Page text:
Saturday, November 28, 2015

The Art of Losing

I.  The Art of Losing

I met with T yesterday, a man living with Alzheimer's who is looking to hire an art-sparker, along with his wife, and it feels like we could work well together. Alzheimer's has dampened T's fire, but he's still an energetic extrovert, which I think will complement my lower and slower energy.
We have our first art-making date in a few days.

I'm excited to get going on this. 
I can imagine growing an art-making service for people with Alzheimer's and other dementias. 
And, speaking of poetry, I could call my service  
Mastering the Art of Losing
from Elizabeth Bishop's poem, "One Art":

... Accept the fluster
of lost door keys, the hour badly spent.
The art of losing isn’t hard to master.

Then practice losing farther, losing faster:
places, and names, and where it was you meant 
to travel. None of these will bring disaster.
I doubt everyone would like that, but I think T might.
He was telling me he loves meeting strangers, and I took a risk and said, That's great-- Alzheimer's means you'll be meeting a lot more strangers, over and over again.
He laughed hard.
He'd also told me he was worried that Alzheimer's would take away his sense of humor, and I said that was not my experience working with people with advanced dementia. They laughed a lot, if there was something to laugh at.

But maybe other people stop laughing with and around them?
Easy to do, as exhaustion and fear and isolation take over.
Art making may help lift some of that.

I don't know that I believe in much, but I believe in art.
Maybe that sounds highfalutin? I could just say, I believe in making stuff––music, food, scribbles, whatever.

 II.  The Art of Writing: Spotlight

If you go see Spotlight, which I recommend, and you're a writer or an editor, you might just be the only one to laugh out loud, like I did, when the editor of the Boston Globe (Marty Baron, played by Liev Schreiber) takes his red pen to the draft of the article that revealed the Catholic hierarchy knew for decades that some priests were raping kids.
Pretty much the only funny scene in this good movie.

Below: Not the actual scene, but this is the feel of the movie, for the most part:

This movie avoids sentiment (again, for the most part), but it is a hymn of praise to a bygone era of newspaper-funded investigative reporting as much as it is an exposé of systematic child abuse in the Catholic Church.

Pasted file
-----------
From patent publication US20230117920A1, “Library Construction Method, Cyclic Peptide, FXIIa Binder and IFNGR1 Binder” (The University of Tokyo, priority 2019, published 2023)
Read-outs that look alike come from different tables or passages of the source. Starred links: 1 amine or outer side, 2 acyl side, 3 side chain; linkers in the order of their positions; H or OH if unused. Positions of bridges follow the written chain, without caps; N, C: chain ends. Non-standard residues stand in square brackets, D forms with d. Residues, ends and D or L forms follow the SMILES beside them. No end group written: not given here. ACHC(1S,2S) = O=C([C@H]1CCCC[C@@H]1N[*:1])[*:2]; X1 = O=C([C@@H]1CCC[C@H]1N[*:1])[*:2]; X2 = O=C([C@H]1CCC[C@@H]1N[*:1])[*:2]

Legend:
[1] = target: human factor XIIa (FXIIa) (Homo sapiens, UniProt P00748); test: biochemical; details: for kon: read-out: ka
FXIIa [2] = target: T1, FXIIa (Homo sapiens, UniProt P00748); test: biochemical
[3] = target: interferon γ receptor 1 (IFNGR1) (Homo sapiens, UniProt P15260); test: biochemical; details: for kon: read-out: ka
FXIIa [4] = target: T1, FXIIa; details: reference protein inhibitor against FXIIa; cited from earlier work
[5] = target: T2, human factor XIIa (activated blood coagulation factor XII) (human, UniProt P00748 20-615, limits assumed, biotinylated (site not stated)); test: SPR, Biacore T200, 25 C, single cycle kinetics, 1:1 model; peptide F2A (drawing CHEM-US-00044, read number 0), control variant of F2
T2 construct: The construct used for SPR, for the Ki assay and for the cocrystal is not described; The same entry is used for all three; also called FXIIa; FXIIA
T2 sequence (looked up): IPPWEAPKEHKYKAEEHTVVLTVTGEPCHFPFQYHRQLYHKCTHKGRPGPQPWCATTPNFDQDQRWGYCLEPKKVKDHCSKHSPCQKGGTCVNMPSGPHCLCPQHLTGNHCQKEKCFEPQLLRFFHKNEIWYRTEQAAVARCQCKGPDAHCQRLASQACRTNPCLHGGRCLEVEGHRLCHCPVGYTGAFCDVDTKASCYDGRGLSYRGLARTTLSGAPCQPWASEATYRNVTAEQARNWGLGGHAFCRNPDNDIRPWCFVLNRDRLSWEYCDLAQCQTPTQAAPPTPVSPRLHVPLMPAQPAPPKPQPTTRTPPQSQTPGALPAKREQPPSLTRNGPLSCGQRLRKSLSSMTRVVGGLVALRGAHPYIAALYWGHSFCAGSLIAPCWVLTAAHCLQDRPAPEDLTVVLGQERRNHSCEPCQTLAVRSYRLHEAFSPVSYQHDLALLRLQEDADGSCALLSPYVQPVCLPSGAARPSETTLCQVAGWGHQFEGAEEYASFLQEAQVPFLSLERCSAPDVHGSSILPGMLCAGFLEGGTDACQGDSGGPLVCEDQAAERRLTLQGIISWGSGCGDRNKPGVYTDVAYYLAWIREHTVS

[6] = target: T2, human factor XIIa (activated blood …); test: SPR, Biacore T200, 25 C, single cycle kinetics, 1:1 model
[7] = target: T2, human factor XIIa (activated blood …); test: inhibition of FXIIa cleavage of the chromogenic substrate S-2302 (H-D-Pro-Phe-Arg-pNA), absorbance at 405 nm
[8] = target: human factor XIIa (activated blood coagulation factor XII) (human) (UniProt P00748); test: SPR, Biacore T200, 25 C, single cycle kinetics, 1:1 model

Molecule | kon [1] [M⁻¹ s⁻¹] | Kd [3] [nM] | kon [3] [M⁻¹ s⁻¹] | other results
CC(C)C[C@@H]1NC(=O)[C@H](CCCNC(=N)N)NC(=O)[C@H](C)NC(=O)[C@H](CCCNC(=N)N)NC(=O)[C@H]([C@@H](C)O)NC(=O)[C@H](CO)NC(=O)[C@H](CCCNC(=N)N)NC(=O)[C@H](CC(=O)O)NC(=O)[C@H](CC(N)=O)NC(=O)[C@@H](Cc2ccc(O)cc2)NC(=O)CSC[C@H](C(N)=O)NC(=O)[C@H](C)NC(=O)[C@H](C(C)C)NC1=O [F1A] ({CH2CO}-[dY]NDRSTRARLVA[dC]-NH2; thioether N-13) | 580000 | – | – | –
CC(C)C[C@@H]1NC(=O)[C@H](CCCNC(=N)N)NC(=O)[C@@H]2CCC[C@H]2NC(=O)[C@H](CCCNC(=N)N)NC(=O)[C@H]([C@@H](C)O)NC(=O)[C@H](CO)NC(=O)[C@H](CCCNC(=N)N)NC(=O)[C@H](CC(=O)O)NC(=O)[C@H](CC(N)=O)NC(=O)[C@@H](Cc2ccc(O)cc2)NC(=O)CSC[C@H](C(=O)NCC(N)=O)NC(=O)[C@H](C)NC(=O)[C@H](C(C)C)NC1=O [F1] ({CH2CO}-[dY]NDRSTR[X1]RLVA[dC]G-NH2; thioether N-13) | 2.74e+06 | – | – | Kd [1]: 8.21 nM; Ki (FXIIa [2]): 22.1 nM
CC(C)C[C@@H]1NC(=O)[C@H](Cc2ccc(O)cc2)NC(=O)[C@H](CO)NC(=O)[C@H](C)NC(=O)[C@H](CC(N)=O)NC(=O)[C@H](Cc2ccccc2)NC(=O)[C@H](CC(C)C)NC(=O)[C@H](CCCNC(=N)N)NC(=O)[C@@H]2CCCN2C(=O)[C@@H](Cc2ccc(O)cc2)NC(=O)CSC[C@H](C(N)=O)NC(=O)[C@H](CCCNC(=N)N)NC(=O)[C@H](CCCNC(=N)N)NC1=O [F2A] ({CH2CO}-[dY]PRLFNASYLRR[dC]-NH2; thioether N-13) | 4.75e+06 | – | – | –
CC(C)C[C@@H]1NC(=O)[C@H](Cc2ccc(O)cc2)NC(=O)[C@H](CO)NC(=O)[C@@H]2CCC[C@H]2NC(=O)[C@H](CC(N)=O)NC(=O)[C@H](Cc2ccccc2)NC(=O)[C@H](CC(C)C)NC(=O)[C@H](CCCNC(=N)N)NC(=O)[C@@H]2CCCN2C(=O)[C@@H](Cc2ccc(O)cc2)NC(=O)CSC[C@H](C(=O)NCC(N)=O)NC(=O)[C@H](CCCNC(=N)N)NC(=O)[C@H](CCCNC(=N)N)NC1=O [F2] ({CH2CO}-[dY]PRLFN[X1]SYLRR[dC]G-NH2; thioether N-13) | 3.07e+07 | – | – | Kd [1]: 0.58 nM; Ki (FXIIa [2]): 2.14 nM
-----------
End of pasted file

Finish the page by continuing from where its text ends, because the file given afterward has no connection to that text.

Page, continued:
The team of journalists worked for almost a year before they published their findings---though that was in 2001, watching it evokes nostalgia:
what newspaper can pay for this time and team anymore?

You've seen, I'm sure, that National Geographic is now owned by Fox.
That sure feels like a disaster.


Michael Leddy said...

Saw Spotlight last week, in Boston of all places. Amazing and inspiring to see the reporters keeping at it as their story began to grow and grow. Anger-inspiring about institutions, both the church hierarchy and the paper’s unwillingness to really address the problem earlier on. A great movie.

Zhoen said...

Sound like you've found a really good skill/need match.

As for NG and Fox, sad. Everything has it's lifetime, NG is likely consumed by fire now. So will Fox one day be subsumed and egested.

Julia said...

On journalism: I was heartened by the recent NYT series on the toxic conditions nail salon workers are exposed to and the lack of regulation; it appeared to cause almost immediate change and drew attention to work hazards faced primarily by women and particularly poor women of color. An eight-month investigation led to the #exxonknew revelations and potential repercussions for them. So far I've only read the first of the Strib's 4-part series on disability in MN, but it was well done.

I'm not ready to toll the bell for journalism. It's certainly undergoing a shake-up with corporate buy-outs, social media, internet, etc., and there's a lot of shoddy work out there, but at the same time...

Anyhow, a bit of hope for investigative journalism off the top of my head.

Frex said...

JULIA: Anya Schiffrin agrees with you---the boom of the Internet makes a new kind of investigative reporting possible, internationally.

From Schiffrin's 2014 article "Why We're Living in a Golden Age of Investigative Reporting":

"Newspapers might be a dying breed. But investigative reporting on injustices around the world is prospering ...

"When I began researching my new book, Global Muckraking: 100 Years of Investigative Journalism from Around the World,
I assumed that the good old days of investigative reporting were in the past. It was a surprise to learn just how much high quality work is still being done around the planet.

"The amount of data now available online, the ability of journalists to use the Internet to connect to one another and share information — a major aid in cross-border reporting — and a wave of new philanthropy have all helped fuel the current boom.
In addition, fresh news operations of every sort seem to be popping up, eager to promote investigative reporting."

--Frex = Fresca

ArtSparker said...

Hey. let me know if you want a business card set up with "Art Sparker" on it. Love that you are finding a use for the term, and inventing a new profession maybe...could see large scale fun paintings set up on an easel, maybe, as a tablet, with a new painting taking the place of the old, something to look at for a week, and then make another one. But will be interested to see how you develop it.

Fresca said...

ARTSPARKER: Oooh... I hope I will need such a card, with "Art Sparker" on it... And I'm glad to use the title YOU came up with!

Your idea confirms mine, to set up a large canvas every week.
A place to start.